IANIGLA   20881
Unidad Ejecutora - UE
congresos y reuniones científicas
Glacier Fluctuations since the "Little Ice Age" in the Andes of Mendoza, Argentina.
Workshop; Climate Change and Glaciers: Impacts in Water Resources, Sea Level Rise and Mountain Environments; 2007
Institución organizadora:
Embassy of Chile in Italy; Ente per le Nuove tecnologie, l´Energia; e l´Ambiente; Centro de Estudios Científicos; Comitato Glaciologico Italiano, Instituto Antártico Chileno.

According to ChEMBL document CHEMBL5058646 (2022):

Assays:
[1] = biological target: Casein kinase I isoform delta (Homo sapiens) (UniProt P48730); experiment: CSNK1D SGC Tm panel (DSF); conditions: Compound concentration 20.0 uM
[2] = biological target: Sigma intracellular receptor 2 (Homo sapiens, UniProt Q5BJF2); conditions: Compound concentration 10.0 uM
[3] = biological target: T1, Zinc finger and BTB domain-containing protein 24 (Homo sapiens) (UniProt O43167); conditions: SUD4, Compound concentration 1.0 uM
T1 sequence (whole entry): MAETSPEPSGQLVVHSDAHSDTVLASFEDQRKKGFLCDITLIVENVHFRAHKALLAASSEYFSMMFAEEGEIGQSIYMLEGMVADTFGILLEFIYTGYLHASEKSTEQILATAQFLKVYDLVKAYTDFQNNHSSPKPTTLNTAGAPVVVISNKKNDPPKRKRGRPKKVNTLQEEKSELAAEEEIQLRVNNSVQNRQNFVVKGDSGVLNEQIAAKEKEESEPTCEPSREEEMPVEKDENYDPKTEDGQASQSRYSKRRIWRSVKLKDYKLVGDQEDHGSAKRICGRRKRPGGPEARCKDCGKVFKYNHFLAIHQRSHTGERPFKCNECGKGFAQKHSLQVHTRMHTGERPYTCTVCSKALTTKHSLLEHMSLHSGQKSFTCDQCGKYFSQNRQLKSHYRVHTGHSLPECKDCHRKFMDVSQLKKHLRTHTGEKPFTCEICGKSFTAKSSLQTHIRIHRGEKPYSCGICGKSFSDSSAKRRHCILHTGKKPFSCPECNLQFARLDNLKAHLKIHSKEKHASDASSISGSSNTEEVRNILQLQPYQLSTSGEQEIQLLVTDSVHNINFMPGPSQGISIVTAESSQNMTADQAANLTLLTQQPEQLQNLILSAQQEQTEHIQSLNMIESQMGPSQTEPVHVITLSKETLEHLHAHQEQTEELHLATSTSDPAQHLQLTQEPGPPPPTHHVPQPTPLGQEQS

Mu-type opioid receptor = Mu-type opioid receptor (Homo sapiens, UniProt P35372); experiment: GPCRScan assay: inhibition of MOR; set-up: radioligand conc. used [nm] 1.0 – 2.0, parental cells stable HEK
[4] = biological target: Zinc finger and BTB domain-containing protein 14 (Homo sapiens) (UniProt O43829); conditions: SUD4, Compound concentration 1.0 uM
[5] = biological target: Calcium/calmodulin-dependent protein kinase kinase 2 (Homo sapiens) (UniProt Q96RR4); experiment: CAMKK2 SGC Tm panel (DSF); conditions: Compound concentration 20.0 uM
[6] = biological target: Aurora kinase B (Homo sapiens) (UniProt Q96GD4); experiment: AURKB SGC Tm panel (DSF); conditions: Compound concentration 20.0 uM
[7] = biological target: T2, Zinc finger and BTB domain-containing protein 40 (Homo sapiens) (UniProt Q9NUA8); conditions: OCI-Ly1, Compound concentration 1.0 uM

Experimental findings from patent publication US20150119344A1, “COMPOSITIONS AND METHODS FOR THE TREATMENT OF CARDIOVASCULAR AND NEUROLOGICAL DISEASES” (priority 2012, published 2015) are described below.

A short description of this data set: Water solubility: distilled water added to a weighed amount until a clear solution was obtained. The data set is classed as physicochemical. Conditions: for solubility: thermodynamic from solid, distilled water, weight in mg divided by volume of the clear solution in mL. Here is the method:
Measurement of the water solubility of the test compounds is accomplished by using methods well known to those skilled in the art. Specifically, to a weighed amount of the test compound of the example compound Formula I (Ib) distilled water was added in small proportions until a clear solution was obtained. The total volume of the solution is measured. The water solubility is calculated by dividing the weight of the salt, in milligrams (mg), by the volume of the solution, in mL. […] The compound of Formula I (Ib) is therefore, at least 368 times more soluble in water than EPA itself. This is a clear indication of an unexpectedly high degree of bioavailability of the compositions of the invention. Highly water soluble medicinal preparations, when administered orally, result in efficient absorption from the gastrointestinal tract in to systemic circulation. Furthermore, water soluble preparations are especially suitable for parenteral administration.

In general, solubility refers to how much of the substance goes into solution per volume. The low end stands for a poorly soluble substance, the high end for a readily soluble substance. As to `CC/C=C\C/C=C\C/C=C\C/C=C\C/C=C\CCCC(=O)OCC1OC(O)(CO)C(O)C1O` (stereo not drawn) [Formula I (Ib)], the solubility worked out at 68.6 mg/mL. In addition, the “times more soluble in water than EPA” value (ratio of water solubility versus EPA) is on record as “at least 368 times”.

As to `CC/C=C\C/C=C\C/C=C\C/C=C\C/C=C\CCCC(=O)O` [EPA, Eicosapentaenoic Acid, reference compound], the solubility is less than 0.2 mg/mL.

Abstract The most recent episode of glacier growth of the Holocene glacier fluctuations occurred during the “Little Ice Age” (LIA), which was a global, well documented phenomenon in nearly all glaciated regions. Nevertheless, in the Central Andes of Argentina between 31º-35ºS, very scarce studies have been carried out about the LIA maximum advance and the information of glacier variations deal manly with the time period from the beginning of the 20th century or from the end of the 19th century to the present. This study is thus relevant for paleoclimate reconstructions in South America. El Azufre and El Peñón valleys at 35ºS latitude and Las Damas and Las Choicas valleys at 34º55´S latitude in the headwater of the Rio Grande basin were studied since the maximum “Little Ice Age” (LIA) to the present. Based on morphological characteristics, the proximity to the active glaciers, and radiocarbon ages, the LIA advance begun around 1450 and the maximum was reached about 1660, and a later stage occurred around 1720-1820. The ELA during the LIA maximum in EL Azufre and El Peñón glaciers was 105 and 110 m lower than the present levels. The fluctuations of Las Vacas and Güssfeldt glaciers at 33ºS, and El Azufre and El Peñón glaciers, have been studied between 1894 and 2005, through the use of historical data, topographic maps, aerial photographs, satellite images (TM) of different years, and GPS measurements in the field. During this period the glacier length trend of advanced during 1980s and 1990s, then retreated until 2004 and remained near stationary. The Glaciar Güssfeldt retreated until 1999 and then remained practically stationary between 1999-2005. In Las Vacas, El Azufre and El Peñón glaciers, the advance during the 1980s and 1990s could be related with the ENSO events. The position of the modern snow-line (or equilibrium-line altitude; ELA) in El Azufre and El Peñón glaciers was estimated from the median altitude of the glaciers and lies at 3225 m and 3375±50 m, respectively.